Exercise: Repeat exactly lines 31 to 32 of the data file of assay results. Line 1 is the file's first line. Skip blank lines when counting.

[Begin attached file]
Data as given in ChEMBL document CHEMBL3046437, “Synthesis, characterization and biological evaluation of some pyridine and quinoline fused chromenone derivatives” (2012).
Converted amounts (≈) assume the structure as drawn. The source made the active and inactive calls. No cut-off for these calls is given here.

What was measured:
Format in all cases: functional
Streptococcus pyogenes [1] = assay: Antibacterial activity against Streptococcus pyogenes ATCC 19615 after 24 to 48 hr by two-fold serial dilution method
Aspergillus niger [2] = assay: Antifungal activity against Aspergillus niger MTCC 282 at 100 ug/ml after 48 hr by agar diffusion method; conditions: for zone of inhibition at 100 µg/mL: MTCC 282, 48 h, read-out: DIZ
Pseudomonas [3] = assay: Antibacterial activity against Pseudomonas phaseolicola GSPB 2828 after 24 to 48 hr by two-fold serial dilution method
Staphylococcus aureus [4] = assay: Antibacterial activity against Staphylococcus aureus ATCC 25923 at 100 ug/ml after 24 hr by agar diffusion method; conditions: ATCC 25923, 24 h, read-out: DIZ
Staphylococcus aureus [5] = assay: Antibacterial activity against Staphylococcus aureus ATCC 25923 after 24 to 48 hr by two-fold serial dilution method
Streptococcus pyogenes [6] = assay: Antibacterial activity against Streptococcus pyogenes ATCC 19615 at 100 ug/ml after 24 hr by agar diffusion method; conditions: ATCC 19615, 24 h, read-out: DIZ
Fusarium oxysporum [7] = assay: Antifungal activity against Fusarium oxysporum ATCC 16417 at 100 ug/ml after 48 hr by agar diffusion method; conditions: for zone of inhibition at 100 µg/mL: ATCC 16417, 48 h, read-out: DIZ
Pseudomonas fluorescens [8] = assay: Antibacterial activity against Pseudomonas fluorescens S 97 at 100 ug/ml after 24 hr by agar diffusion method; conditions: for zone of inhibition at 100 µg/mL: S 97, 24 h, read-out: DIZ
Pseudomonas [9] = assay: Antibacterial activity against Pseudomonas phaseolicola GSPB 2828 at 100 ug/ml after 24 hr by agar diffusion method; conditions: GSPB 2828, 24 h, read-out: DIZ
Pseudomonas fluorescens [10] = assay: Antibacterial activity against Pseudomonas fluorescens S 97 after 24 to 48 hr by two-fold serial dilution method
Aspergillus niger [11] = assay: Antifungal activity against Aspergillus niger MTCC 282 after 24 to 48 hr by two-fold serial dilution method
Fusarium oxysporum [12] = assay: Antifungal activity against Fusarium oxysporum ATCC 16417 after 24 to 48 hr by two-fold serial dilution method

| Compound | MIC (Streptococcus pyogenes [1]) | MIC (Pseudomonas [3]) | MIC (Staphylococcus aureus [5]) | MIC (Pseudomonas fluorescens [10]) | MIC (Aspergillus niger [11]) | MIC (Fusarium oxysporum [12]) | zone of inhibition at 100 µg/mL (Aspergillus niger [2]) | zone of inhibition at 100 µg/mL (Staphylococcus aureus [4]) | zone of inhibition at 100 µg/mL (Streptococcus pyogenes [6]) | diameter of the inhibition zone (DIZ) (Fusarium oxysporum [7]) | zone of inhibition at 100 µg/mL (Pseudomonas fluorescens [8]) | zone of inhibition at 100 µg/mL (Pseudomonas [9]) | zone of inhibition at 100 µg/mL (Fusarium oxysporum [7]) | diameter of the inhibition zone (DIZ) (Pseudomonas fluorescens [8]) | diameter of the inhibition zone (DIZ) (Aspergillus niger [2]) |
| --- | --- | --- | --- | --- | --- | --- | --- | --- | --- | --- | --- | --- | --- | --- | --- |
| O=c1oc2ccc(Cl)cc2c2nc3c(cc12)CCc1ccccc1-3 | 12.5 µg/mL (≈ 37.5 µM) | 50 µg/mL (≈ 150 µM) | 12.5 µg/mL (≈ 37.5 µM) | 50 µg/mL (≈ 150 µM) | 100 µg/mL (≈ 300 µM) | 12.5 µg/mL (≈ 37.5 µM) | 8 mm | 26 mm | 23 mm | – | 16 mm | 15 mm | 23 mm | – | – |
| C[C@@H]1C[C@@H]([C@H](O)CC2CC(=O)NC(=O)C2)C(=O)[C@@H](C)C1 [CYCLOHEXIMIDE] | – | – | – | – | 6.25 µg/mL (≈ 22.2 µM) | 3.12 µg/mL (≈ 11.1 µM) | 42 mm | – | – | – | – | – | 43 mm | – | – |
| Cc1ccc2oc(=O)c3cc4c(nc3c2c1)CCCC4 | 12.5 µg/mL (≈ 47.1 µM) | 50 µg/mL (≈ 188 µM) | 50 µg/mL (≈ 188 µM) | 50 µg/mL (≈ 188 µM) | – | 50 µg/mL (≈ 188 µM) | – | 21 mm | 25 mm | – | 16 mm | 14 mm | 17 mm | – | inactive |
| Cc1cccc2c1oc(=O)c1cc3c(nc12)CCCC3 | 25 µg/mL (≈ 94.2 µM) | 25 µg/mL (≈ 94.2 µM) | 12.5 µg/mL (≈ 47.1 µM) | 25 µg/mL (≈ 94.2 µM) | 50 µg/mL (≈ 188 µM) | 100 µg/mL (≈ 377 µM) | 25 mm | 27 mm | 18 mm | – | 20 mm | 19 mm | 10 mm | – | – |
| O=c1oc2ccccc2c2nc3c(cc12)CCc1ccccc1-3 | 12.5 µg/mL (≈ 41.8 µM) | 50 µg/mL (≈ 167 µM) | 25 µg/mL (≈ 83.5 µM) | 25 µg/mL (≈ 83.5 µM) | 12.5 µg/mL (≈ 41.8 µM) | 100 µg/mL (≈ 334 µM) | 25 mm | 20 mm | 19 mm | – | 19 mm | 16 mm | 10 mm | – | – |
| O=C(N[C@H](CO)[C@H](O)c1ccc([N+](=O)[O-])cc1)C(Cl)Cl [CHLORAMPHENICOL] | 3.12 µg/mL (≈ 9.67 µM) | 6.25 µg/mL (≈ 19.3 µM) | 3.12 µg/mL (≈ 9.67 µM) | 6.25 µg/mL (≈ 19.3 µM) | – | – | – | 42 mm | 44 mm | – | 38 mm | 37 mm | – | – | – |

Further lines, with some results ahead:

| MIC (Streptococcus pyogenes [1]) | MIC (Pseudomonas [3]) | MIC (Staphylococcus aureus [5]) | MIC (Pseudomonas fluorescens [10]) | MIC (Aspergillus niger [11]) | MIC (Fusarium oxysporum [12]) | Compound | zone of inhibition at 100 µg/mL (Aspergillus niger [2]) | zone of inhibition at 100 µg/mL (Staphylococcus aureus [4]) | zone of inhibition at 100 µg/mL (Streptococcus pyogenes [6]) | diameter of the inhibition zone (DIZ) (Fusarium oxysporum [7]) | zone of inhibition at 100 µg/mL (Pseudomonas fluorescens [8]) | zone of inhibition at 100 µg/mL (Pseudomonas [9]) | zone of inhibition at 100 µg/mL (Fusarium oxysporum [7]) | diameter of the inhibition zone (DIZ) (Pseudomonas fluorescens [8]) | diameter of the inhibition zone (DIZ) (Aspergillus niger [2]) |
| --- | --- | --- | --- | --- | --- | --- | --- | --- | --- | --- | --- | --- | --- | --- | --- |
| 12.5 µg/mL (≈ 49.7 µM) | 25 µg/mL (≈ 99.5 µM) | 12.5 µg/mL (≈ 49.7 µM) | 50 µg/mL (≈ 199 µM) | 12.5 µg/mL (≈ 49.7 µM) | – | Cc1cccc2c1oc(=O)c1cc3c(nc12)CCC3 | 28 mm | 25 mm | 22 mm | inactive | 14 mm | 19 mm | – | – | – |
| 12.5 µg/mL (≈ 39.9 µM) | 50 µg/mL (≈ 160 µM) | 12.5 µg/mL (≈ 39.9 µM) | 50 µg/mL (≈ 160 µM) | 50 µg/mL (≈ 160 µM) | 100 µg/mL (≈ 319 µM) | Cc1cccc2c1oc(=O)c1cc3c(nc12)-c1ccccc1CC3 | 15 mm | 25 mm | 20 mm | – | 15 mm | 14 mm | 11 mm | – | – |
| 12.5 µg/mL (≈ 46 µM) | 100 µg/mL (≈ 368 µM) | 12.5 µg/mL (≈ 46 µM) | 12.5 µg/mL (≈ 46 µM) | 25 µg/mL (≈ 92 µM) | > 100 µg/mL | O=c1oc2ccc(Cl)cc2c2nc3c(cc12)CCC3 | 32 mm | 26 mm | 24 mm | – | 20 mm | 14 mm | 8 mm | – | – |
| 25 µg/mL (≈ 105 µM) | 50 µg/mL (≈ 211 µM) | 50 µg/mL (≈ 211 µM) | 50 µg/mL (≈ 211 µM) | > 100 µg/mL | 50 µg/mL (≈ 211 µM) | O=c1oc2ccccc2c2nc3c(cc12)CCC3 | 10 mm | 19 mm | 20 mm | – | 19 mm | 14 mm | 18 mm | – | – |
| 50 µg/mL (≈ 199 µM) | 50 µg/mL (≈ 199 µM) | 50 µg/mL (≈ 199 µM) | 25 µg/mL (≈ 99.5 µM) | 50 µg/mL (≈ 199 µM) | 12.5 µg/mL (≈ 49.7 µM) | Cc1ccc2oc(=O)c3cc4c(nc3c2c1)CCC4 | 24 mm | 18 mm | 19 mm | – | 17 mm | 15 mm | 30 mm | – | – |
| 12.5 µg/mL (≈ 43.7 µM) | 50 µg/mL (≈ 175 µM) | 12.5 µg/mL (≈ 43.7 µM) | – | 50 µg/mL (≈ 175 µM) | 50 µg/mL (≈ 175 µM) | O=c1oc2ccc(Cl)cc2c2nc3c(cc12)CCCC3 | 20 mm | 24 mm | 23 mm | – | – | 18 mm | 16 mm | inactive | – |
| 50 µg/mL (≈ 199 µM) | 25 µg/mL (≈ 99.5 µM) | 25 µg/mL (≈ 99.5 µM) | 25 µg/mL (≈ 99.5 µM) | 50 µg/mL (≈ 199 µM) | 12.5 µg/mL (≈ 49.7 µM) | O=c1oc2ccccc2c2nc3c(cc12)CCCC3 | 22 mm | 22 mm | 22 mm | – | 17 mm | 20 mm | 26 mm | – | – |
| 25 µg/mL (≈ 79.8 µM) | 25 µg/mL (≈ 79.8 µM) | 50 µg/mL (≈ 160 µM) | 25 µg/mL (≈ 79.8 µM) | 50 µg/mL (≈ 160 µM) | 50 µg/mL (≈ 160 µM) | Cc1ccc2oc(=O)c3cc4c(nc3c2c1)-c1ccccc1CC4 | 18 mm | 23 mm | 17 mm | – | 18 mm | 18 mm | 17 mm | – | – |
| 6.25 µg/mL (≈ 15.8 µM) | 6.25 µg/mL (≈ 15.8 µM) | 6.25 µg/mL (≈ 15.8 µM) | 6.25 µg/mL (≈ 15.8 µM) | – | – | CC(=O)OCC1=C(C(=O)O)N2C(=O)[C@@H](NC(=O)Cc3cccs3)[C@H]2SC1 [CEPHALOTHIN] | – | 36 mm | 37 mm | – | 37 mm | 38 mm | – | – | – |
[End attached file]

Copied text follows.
| 25 µg/mL (≈ 105 µM) | 50 µg/mL (≈ 211 µM) | 50 µg/mL (≈ 211 µM) | 50 µg/mL (≈ 211 µM) | > 100 µg/mL | 50 µg/mL (≈ 211 µM) | O=c1oc2ccccc2c2nc3c(cc12)CCC3 | 10 mm | 19 mm | 20 mm | – | 19 mm | 14 mm | 18 mm | – | – |
| 50 µg/mL (≈ 199 µM) | 50 µg/mL (≈ 199 µM) | 50 µg/mL (≈ 199 µM) | 25 µg/mL (≈ 99.5 µM) | 50 µg/mL (≈ 199 µM) | 12.5 µg/mL (≈ 49.7 µM) | Cc1ccc2oc(=O)c3cc4c(nc3c2c1)CCC4 | 24 mm | 18 mm | 19 mm | – | 17 mm | 15 mm | 30 mm | – | – |